Trudeau has repeatedly stated he’s not interested in discussing coalitions.


“Whenever we have opened that door, Justin Trudeau slams it shut,” Mulcair said in Montreal. “My first priority is to get rid of Stephen Harper. The first priority of Justin Trudeau is Justin Trudeau.”


The NDP leader said this year’s election should be a three-way battle from the outset, paving the way for a social democratic government.


But if the Tories were to return, Mulcair has said a post-election alliance with the Liberals could be necessary.


A few years ago, when Liberal fortunes were plummeting, it was Mulcair who categorically ruled out a coalition.


In February 2014, Mulcair suggested his 2012 comments were intended to indicate only that he wouldn’t agree to any form of electoral co-operation with the Liberals during an election.

Mulcair reminded reporters on Tuesday that the NDP had concluded an alliance with the Liberals in 2008 but that the Grits reneged.


At the time, it wouldn’t have been possible for the Liberals and New Democrats to form a coalition government without including the Bloc Quebecois, and dealing with the separatist political outfit was unpalatable to the Liberals.


“In 2008, our priority was to get rid of Stephen Harper and so we put water in our wine when we signed a coalition agreement with the Liberals,” Mulcair said. “The Liberals raised their noses at their own signature and Stephen Harper is still there.”


But Mulcair maintains his goal is to form a majority NDP government.


To do so, he’s counting on a repeat performance in Quebec, where the party under former leader Jack Layton won 59 seats in 2011. Mulcair is hoping to do better, capturing 60 of a possible 78 seats in the province.


“We will win all the seats we already have in Quebec and we will add more — we are confident of that,” Mulcair said, adding the party’s policy resonates well with Quebecers.





Do you agree guns are important for ‘safety’ in rural homes?


Yes = 6367 (74 %)

No = 2278 (26 %)

Total number of votes: 8645


See more:



BORROWED CULTURE WARS (Editorial | Ottawa Citizen | March 16, 2015)


The new editor-in-chief of The Walrus, Jonathan Kay, wrote recently that Canada seemed at last to have shuffled off its insecurity about the United States, as the politics of both countries shifted. “The gun-nut hysteria of the Tea Party movement profoundly alienated mainstream Canadian right-wingers,” wrote Kay. “In the Harper era, Canadian conservatism has become very much its own thing.”


He may have spoken too soon.


The prime minister suggested recently not only that Canadians should be able to own guns (fair enough), but that they might be wise to have them in the home. “My wife’s from a rural area and obviously gun ownership wasn’t just for the farm, but was for a certain level of security when you’re a ways away from immediate police assistance.”


The idea that guns in the home give people “a certain level of security” may be standard in American political debates but it is a new argument from the mainstream Canadian right. It’s also utterly false. A recent survey of studies by David Hemenway, director of the Harvard Injury Control Research Center, found that “the evidence does not indicate that having a gun reduces the risk of being a victim of a crime or that having a gun reduces the risk of injury during the commission of a crime.” Overall, “the health risk of a gun in the home is greater than the benefit.”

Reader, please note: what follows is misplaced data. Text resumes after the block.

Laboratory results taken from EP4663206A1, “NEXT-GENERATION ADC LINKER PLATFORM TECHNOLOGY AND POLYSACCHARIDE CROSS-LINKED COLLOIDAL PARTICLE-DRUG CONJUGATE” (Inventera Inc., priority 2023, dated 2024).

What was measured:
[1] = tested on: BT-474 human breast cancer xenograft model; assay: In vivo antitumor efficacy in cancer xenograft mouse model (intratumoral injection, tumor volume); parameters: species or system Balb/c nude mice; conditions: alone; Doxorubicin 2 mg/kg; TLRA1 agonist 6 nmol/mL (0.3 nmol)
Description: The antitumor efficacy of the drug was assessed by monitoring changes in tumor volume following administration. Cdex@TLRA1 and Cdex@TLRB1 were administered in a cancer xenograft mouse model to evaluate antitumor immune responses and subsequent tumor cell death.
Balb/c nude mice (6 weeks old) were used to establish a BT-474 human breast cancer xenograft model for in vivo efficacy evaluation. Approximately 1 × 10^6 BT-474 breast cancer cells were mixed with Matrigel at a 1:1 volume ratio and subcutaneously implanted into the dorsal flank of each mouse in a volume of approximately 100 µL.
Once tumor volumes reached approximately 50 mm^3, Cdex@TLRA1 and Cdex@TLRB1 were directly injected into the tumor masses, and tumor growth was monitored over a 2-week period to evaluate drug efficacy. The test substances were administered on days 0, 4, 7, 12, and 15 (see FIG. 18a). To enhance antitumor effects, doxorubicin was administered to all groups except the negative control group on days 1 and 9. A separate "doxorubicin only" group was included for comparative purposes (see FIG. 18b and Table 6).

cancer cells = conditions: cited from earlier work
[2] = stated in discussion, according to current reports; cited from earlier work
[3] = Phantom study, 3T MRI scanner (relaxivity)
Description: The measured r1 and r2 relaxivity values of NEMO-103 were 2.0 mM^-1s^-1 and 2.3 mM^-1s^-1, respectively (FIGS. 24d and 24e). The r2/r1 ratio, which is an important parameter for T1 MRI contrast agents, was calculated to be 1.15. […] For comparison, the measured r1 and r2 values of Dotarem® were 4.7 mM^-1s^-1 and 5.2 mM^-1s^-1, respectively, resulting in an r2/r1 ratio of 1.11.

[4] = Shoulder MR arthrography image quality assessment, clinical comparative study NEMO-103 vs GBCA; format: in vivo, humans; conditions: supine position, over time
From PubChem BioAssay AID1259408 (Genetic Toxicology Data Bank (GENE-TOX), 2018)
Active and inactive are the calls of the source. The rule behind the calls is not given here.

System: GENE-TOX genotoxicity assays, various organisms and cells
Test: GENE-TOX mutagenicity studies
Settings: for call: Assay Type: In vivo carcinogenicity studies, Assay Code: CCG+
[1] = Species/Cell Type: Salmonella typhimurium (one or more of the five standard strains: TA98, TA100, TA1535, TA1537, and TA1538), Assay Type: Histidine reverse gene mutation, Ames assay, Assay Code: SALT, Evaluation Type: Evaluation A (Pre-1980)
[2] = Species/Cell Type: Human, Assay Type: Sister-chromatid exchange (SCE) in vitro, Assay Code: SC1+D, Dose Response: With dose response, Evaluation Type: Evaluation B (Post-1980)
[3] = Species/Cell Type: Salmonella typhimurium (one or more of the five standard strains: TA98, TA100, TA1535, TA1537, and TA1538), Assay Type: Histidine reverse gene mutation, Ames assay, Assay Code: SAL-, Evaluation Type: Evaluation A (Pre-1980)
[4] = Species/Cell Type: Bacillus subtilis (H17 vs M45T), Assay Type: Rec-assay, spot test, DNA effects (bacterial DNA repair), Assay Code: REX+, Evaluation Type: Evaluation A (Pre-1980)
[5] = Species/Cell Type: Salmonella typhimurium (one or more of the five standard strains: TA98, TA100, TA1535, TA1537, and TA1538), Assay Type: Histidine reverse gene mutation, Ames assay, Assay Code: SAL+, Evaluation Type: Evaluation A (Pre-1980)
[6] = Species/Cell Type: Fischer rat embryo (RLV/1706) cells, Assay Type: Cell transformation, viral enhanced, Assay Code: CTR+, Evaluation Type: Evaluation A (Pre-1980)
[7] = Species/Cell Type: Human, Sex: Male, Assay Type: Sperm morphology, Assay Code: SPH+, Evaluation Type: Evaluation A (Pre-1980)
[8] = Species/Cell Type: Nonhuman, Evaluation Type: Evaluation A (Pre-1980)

Stephen Harper’s comment is a head-scratcher, because there hasn’t been a debate in Canada about whether people should be encouraged to have guns in their homes. It just hasn’t come up. So far, the gun debate in Canada has been about balancing public safety and the rights of gun owners without undue expense and red tape, about which guns should be allowed and who ought to be allowed to have them. It has been an argument framed in libertarian terms (at what point should individual rights be curtailed?) rather than a moral argument (what is the best way to live?) As with the niqab debate – manufactured over the question of what a vanishingly tiny minority of citizenship applicants might wear at a ceremony – the Canadian conservative approach is shifting from the first to the second.


And that re-framing inevitably shapes the response; columnist William Watson sees “American-style” “nationalistic bombast and provincialism” in Justin Trudeau’s countering of the Conservative approach.


The strangest thing about Harper’s gun remarks is not that the Conservatives are trying to stir up a moral debate but that they’re importing one, as a way to fire up the base. Surely, if this country is grown up enough to have its own culture, it’s grown up enough to have its own culture wars.


See the story:





Official Ottawa and the rest of the Laurentian Elite are losing their collectivist minds over comments PM Stephen Harper made about guns and self defence:


I break down what they’re all saying, and talk about the reality: Statistics show that guns in the hands of law abiding citizens can actually reduce crime.


JOIN for more news and commentary you won’t find anywhere else.


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This week, Kevin Beasley will be hunting the Queen Charlotte Islands, which are located on the coast of British Columbia. He will be hunting Sitka Blacktail Deer, which are known as the Pacific Ghost as they are hard to spot in the thick rainforest that the island has to offer. This is a deer hunt you will not want to miss as the deer come to a call like Kevin has never seen before!


See the teaser:


Canada in the Rough can be found on OLN, WILD TV, and CHEX. For a full schedule, visit:



RICK MERCER REPORT – RICK AND TRAP SHOOTING (RMR | Season 12, Episode 16 | March 10, 2015)


Rick visits Gibsons, BC and is taught to shoot from the best – six-time Olympian Susan Nattrass.  See the video:





The CSSA is the voice of the sport shooter and firearms enthusiast in Canada. Our national membership supports and promotes Canada’s firearms heritage, traditional target shooting competition, modern action shooting sports, hunting, and archery. We support and sponsor competitions and youth programs that promote these Canadian heritage activities.